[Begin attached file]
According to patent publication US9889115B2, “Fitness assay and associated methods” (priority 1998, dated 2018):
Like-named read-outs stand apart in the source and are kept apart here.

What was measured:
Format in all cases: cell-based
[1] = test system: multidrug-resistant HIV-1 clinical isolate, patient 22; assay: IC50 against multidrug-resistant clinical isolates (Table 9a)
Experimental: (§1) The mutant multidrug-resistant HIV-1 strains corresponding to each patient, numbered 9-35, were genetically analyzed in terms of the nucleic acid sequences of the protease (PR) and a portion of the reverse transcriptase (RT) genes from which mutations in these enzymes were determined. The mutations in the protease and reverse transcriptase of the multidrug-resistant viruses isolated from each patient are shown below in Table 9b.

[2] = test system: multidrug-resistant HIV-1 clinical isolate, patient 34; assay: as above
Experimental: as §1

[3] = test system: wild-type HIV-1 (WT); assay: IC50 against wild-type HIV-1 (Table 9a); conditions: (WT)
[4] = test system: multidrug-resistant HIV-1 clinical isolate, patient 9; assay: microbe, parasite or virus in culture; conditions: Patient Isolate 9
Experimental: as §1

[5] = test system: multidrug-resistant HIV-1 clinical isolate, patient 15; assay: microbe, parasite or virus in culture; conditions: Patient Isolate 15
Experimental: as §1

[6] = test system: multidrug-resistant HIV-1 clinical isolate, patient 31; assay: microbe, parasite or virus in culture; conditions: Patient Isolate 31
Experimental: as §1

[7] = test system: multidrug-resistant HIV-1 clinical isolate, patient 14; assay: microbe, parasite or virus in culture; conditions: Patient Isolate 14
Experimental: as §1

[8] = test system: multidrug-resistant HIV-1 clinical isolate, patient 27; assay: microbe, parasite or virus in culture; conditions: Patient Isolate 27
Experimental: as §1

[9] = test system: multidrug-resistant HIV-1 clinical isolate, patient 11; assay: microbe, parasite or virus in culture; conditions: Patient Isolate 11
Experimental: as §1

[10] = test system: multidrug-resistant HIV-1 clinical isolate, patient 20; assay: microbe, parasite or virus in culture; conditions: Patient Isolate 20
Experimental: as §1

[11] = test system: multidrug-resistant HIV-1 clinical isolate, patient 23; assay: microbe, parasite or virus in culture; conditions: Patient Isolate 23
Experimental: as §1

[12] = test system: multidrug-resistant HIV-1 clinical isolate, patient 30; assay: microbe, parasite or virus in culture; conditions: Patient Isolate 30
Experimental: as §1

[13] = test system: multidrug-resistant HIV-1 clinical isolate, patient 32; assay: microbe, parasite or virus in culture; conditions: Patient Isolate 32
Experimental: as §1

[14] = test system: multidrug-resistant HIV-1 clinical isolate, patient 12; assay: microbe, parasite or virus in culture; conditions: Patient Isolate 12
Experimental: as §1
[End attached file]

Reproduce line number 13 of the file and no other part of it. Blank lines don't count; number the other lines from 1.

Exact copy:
Experimental: as §1